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  1. #1

    Exclamation Why IPv6 options header is 8-octet padded.

    Hi guys ,
    As the subject of this post suggest i came to know that IPv6 options header is 8-octet padded.As per my understanding padding is required beacause when we have a 32-bit machine i.e.databus =32 bits... it wil get addresses inmultiples of 4bytes ... but why is it 8bytes for IPv6 ?has it got anything to do with 64-bit machines being compatible with others ??please reply me as this doubt is killing me for an answer ...

  2. #2
    Linux Engineer Kloschüssel's Avatar
    Join Date
    Oct 2005
    What is the options header? I know only following parts:

    Version (4 bits)
    Traffic Class (8 bits)
    Flow Label (20 bits)
    Payload Length (16 bits)
    Hop Limit (8 bits)
    Source Address (128 bits)
    Destination Address (128 bits)
    And the extension headers:

    Next Header (8 bits).
    Hdr Ext Len (8 bits)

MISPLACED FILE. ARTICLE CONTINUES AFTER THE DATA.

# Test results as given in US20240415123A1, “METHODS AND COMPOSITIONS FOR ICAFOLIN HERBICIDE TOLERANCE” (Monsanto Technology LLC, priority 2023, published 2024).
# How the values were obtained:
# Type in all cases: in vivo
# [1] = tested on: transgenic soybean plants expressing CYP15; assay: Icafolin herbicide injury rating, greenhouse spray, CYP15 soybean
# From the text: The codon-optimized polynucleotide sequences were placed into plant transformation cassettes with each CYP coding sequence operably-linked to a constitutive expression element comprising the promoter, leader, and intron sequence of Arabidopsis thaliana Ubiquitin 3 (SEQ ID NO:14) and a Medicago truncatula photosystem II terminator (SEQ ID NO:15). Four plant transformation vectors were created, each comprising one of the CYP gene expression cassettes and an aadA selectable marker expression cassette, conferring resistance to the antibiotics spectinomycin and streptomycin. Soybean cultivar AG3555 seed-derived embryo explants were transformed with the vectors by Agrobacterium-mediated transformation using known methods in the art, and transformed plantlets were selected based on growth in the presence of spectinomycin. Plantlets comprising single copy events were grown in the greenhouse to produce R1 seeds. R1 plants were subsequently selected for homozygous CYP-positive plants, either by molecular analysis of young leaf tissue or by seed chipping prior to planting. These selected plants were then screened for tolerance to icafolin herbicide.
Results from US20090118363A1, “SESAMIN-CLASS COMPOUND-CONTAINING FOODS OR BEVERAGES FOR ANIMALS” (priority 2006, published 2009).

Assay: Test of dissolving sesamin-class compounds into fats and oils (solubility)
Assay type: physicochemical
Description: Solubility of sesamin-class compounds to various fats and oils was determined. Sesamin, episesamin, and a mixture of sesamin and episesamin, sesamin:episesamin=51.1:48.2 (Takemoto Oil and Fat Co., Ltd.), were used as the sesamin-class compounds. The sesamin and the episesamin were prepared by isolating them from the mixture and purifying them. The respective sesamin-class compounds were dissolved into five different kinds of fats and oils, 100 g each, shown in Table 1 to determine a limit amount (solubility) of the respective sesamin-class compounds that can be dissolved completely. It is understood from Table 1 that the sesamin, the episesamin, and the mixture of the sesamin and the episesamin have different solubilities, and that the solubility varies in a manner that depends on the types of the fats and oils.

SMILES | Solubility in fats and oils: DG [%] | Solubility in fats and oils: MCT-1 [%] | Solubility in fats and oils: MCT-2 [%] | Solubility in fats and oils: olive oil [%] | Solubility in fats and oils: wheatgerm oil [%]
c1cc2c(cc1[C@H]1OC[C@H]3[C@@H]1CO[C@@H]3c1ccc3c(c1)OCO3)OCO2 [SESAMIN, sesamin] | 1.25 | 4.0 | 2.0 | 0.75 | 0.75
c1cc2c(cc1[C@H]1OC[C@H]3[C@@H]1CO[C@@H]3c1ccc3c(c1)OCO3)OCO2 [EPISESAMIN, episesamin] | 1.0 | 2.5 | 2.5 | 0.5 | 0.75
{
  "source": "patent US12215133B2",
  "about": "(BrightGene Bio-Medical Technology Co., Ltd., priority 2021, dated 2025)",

Options (variable)
    Where the variable Options actually should always fill 8 full octets (=padding) each. This makes it a lot easier to implement as one has only to shift 8bytes until reached Hdr Ext Len.
    Last edited by Kloschüssel; 11-19-2010 at 08:33 AM.

  3. #3
    The headers used for various options like jumbo payload,hop-to-hopt options are called options headers.And they are the ones specified by you as extension headers.

    and the reason to hav padding is say you hav a 32-bit machine then it should have a 32-bit data bus.So if they want to read or write it has to be done 4bytes at a time.
    Thats why they are aligned by 4byte boundary.

    The case here is its 64-bit boundary its ok with 64-bit machines but why is it maintained for evrybody.. this is my exact question....

    you did not get the core part of my question..

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  5. #4
    Linux Engineer Kloschüssel's Avatar
    Join Date
    Oct 2005
    Just to synch the semantics on the defined standards:

    Extension Headers are not "Options headers", see here.

    It is true, a IPv6 header is exactly 4 * 64 bits long and an extension header exactly a multiple of 64bit. For a 32bit machine reading that stream would be no problem either cause 2*32bit is 64bit.

    Is your question actually: Why was the IPv6 standard developed to fit best the 64bit architecture of computers?

    The answer to that question is pretty obvious, don't you think? IPv6 streams neatly fit the computer architecture of the next couple of years and is backwards compatible to older machines.

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